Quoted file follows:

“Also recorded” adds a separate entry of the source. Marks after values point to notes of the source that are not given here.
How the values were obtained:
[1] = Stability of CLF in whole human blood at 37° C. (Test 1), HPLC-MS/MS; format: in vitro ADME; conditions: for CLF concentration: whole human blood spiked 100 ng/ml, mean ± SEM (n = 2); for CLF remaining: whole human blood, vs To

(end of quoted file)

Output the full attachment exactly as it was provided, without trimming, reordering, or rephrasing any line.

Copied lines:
“Also recorded” adds a separate entry of the source. Marks after values point to notes of the source that are not given here.
How the values were obtained:
[1] = Stability of CLF in whole human blood at 37° C. (Test 1), HPLC-MS/MS; format: in vitro ADME; conditions: for CLF concentration: whole human blood spiked 100 ng/ml, mean ± SEM (n = 2); for CLF remaining: whole human blood, vs To